Starr: Utah’s Tax System Needs Reform. A Food Tax Isn’t the Answer.


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By Kennedie Starr, Opinion Writer

Utah’s current tax system is no longer sufficient for the state’s economic well-being.

The system hasn’t changed in decades, and the sales tax base has declined from 67% of personal income to 42% since 1980. State lawmakers agree that something needs to change. The Kem C. Gardner Policy Institute’s data shows the tax base declining to just 35% of the economy within the next 10 years. If quality education and life supporting services — which the government provides through tax dollars — is something we wish to see maintained, then it’s time for a modern tax system that reflects Utah’s values and establishes equity.

The economy and the state’s revenue streams have shifted as more people in the past purchased goods, which resulted in a healthy supply of sales taxes to support our communities. Over time, Utahns began spending less on goods and instead started to spend their income on services. This becomes problematic as many services are not taxed. This is one of the main concerns the state legislature is analyzing and speaking to communities about through town halls and public meetings.

The legislature recognized the revenue dilemma and passed HB 495 during the most recent legislative session, creating a task force to study the issue of taxation and propose recommendations for the next round of intense policy crafting. The bill passed in the final days of the 2019 General Session, as an earlier attempt to expand sales tax on various services failed with HB441, which stirred up too much controversy about what should and shouldn’t be taxed. The Tax Restructuring and Equalization Task Force is a group of 10 legislators, with five members from the Senate and five members from the House. The Republican supermajority, which characterizes the legislature as a whole, carries over into this hand-selected group, with only two Democrats having seats at the table which has implications for policy formation.

The group has held several public meetings over the past few months with the goal of grasping what Utahns from different parts of the state are thinking about when it comes to restructuring the tax system. This listening phase is significant and has sought to give communities access to their officials and the law-making process in a critical way. It’s important that all parts of Utah are considered when rewriting something as large as the tax structure, which impacts the roads people drive on, each school’s ability to educate children and the programs in place to help people live healthy lives. The touring of the state began in June and went through July, where stops were made in Brigham City, Moab, Roosevelt, Utah County and Salt Lake County. These meetings were meant for listening, understanding and exploring solutions. The Legislature’s determination to gather as much public opinion and input as possible is pretty different than the tone taken to the voter-approved ballot initiatives which were heavily altered, to say the least, only months prior to these Task Force meetings.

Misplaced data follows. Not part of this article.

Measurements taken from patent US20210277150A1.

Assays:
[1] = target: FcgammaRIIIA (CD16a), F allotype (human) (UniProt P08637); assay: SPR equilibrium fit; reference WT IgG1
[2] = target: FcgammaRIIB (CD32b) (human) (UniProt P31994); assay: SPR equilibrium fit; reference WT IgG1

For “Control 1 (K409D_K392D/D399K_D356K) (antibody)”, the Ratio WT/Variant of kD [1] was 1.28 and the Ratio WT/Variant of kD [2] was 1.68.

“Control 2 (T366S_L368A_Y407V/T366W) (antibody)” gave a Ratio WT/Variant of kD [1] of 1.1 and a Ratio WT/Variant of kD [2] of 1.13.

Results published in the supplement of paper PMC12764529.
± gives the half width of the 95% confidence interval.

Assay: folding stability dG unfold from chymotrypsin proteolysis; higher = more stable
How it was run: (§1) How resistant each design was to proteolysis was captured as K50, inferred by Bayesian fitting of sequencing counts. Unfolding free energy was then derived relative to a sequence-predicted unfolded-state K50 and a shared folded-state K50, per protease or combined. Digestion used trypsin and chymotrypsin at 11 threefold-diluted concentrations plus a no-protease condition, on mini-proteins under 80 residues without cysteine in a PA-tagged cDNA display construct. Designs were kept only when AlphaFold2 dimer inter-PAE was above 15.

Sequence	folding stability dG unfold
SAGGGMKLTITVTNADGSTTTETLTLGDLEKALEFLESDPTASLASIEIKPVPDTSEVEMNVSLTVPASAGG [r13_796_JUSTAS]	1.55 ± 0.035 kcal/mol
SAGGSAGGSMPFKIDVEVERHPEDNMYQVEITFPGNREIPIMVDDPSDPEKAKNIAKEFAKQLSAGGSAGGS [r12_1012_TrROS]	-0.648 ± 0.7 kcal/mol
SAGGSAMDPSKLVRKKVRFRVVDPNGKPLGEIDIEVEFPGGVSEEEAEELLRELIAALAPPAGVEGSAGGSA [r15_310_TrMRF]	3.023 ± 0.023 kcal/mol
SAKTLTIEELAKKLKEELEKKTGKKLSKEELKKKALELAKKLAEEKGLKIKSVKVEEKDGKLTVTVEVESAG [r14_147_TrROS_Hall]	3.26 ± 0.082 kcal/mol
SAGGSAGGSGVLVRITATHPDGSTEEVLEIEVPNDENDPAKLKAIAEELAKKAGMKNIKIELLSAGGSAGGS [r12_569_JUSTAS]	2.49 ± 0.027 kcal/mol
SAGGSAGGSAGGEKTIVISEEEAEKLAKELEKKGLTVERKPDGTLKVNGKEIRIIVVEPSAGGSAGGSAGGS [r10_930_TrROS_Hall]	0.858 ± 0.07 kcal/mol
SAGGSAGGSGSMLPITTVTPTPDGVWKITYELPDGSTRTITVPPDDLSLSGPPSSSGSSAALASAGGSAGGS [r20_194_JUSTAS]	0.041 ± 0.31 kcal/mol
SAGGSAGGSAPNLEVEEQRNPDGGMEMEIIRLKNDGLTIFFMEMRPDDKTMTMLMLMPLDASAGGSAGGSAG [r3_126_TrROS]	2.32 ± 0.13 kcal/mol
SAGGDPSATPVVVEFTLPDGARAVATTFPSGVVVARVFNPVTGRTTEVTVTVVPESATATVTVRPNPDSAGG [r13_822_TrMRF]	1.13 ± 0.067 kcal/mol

One possible route legislators are thinking of taking is reinstating a full sales tax on food. This is one of the more inequitable options and should be flat out rejected as the method of restructuring the tax system to supply a future for communities to prosper in. At first-glance, taxing items like groceries appears to be equitable as everyone pays the same, set amount. However, the reality is that someone earning a smaller income pays a much weightier part of their total earnings on essentials like food than someone earning a higher income. Taxing food is an unfair, regressive toll that should be tossed from the list of options being considered. Furthermore, most Utahns do not want a food tax, according to polling. A survey by Y2 Analytics found that ‘two-thirds of Utahns don’t want the state sales tax put back on unprepared food.” If listening to constituents is the goal of our elected officials, as it appears to be through the format of the task force meetings, then they should hear that food tax opinion loudly.

Taskforce co-chair Senator Hillyard stated that the approach of the task force will not be to expand taxation on everything but rather “pick those that are low-hanging fruit.” However, if the imbalance is as dramatic as lawmakers are saying, then perhaps a look into larger, yet equitable, solutions will be the necessary route. Taxing food may be considered by some to be the “low-hanging fruit,” but they hurt our communities through an imbalance, are unpopular according to data and can contribute food insecurity.

If the government is tasked with the job to “promote the general welfare” of every citizen, then that job must be met with sufficient and reliable funds with equity at the forefront. While taxes aren’t the most pleasant part of participating in society, they are the critical sources of everything else that is truly enjoyable. Public safety, loaning books from the city library and programs which feed kids breakfast at schools are only a few of the services that initially come to mind when reflecting upon the need for a solid taxation system both at the federal and local level. Let us ensure that the policies going forward don’t enhance disparity.


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